```

Thus, the plot of y is approx normally distributed, but not of x.

### Outlier handling

Let’s generate boxplot of x and y now.

`box1 = boxplot(data$x)`

This shows that there are outliers in the x variable. Also, let’s generate the boxplot of y.

`box2 = boxplot(data$y)`

Thus, y doesn’t have enough outliers. Now, we will need to handle the outliers because presence of outliers may not give us the desired result! Let’s generate quantile analysis of x.

`quantile(data$x, seq(0, 1, 0.02))`

```
## 0% 2% 4% 6% 8% 10% 12% 14%
## 0.000 2.000 4.960 7.000 8.000 10.000 13.000 15.860
## 16% 18% 20% 22% 24% 26% 28% 30%
## 17.000 19.000 21.000 23.780 25.000 26.000 27.000 29.700
## 32% 34% 36% 38% 40% 42% 44% 46%
## 31.680 34.000 36.000 38.000 41.000 42.000 44.560 47.000
## 48% 50% 52% 54% 56% 58% 60% 62%
## 48.000 49.000 51.000 52.000 54.000 55.420 58.000 59.000
## 64% 66% 68% 70% 72% 74% 76% 78%
## 61.000 64.340 67.000 70.000 71.000 74.000 75.240 78.000
## 80% 82% 84% 86% 88% 90% 92% 94%
## 81.000 84.000 86.000 88.000 89.120 91.000 93.000 95.000
## 96% 98% 100%
## 98.000 99.000 3530.157
```

We can see that the 100% value is the main outlier in case of x. Let’s handle this by generating a new dataframe.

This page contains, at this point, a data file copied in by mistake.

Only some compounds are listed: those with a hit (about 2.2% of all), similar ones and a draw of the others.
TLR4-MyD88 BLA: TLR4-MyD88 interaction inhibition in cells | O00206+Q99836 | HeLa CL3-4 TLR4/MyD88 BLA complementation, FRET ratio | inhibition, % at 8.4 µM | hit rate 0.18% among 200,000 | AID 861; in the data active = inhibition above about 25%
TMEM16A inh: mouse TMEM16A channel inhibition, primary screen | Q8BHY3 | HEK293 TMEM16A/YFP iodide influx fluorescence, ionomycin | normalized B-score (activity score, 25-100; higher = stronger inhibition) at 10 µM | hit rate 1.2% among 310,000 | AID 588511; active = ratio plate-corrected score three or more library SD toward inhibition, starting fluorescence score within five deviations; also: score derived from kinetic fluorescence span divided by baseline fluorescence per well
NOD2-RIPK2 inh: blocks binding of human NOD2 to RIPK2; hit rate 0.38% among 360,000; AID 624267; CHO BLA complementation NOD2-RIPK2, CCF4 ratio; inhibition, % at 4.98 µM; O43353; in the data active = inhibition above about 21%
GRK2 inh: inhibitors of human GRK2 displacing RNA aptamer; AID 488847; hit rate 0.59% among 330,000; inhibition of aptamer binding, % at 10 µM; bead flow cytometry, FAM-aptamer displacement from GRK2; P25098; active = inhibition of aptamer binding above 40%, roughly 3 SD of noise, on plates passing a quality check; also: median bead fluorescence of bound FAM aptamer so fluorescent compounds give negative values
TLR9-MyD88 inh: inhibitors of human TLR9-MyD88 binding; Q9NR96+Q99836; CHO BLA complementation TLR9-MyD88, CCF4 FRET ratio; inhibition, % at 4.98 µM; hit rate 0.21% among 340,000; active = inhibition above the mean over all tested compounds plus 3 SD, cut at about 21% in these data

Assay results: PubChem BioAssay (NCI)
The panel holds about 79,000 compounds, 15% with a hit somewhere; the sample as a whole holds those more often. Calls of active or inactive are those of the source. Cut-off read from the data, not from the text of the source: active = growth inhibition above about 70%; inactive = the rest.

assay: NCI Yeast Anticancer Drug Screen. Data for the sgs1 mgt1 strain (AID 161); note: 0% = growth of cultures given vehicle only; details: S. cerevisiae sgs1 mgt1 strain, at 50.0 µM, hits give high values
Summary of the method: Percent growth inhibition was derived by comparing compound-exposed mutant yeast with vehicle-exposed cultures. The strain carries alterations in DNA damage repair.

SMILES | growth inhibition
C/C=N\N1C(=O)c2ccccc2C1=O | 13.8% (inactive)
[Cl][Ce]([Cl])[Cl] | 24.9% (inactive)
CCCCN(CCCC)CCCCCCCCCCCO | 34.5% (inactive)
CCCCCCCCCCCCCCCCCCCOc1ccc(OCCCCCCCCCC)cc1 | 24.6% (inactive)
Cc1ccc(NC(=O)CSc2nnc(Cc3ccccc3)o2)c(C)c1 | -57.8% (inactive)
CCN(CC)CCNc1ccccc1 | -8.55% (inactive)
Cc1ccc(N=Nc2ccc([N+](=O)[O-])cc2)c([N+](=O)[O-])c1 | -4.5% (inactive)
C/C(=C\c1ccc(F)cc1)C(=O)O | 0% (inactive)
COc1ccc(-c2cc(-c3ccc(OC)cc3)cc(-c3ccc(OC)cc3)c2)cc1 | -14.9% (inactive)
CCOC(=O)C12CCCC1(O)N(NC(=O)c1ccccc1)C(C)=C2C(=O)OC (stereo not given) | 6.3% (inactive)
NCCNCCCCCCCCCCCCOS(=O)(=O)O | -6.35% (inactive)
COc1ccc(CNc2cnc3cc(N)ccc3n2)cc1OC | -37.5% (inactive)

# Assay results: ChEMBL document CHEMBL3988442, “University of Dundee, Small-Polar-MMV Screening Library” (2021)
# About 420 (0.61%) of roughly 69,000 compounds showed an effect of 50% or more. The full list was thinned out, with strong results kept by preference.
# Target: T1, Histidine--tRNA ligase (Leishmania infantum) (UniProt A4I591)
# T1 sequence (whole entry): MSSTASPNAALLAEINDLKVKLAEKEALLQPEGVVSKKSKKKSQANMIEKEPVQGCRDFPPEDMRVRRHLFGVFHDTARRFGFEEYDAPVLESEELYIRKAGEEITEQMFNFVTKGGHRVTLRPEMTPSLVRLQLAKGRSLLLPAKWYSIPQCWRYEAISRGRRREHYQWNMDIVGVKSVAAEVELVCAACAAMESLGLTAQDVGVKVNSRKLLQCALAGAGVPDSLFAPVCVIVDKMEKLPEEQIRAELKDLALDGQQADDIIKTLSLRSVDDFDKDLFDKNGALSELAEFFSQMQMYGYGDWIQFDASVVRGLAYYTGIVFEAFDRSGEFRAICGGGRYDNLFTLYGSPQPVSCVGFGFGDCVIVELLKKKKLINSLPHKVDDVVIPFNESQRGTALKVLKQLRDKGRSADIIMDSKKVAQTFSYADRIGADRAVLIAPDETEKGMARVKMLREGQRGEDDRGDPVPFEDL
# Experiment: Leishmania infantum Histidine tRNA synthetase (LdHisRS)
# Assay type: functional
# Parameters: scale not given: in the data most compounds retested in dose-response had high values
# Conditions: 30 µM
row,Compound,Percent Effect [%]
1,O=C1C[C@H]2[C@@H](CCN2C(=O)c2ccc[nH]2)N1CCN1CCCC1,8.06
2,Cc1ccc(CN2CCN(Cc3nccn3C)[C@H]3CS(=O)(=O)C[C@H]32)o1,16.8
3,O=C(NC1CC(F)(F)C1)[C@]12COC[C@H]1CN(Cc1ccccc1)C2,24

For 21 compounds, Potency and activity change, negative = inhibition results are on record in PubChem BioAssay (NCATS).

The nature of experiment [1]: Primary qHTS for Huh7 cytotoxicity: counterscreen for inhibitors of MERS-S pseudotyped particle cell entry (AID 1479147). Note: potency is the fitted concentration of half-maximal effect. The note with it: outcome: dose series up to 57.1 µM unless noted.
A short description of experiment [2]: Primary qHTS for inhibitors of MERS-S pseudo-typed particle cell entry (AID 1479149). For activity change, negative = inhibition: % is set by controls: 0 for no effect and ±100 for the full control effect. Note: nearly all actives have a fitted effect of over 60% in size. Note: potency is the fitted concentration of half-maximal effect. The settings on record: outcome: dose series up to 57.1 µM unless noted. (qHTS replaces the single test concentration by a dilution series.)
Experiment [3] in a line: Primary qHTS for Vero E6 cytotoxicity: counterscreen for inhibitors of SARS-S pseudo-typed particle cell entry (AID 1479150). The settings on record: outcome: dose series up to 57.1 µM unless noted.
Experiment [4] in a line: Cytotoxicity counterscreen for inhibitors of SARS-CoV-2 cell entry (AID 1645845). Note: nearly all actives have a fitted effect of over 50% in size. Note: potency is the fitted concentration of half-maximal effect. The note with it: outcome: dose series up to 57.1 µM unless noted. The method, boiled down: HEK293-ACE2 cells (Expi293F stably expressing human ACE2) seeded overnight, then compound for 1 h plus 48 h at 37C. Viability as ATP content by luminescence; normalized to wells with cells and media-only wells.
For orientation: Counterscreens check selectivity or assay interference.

```
finalData = data
finalData$x = ifelse(data$x > 99, 99, data$x)
```

Now, let’s do the same for y.

`quantile(data$y, seq(0, 1, 0.02))`

```
## 0% 2% 4% 6% 8% 10%
## -3.839981 1.400143 4.027188 6.814947 8.445068 10.264419
## 12% 14% 16% 18% 20% 22%
## 12.109471 14.094909 17.317910 19.404504 21.197887 22.537589
## 24% 26% 28% 30% 32% 34%
## 24.511020 25.690335 27.199616 29.151251 31.762465 33.670006
## 36% 38% 40% 42% 44% 46%
## 36.302391 37.980422 41.095325 43.222012 45.054610 46.912769
## 48% 50% 52% 54% 56% 58%
## 48.000888 49.095828 50.120910 52.376437 53.592696 55.658733
## 60% 62% 64% 66% 68% 70%
## 57.273872 59.193245 61.418188 63.559271 66.347003 69.898164
## 72% 74% 76% 78% 80% 82%
## 71.700767 73.746075 75.523592 78.242993 80.933215 83.555818
## 84% 86% 88% 90% 92% 94%
## 86.107227 86.987577 88.885099 91.170832 92.890793 94.641859
## 96% 98% 100%
## 96.196669 99.406205 108.871618
```

We can see that there is no enough presence of outliers.

### Correlation analysis of cleaned data

Now, let’s find the correlation between x and y of finalData.

`cor(finalData)`

```
## x y
## x 1.0000000 0.9932878
## y 0.9932878 1.0000000
```

As you can see, after missing value imputation and handling of outliers, we get 99.328% positive correlation between x and y.

### Bivariate analysis

Let’s verify this by generating a scatter plot with x as independent variable and y as dependent variable.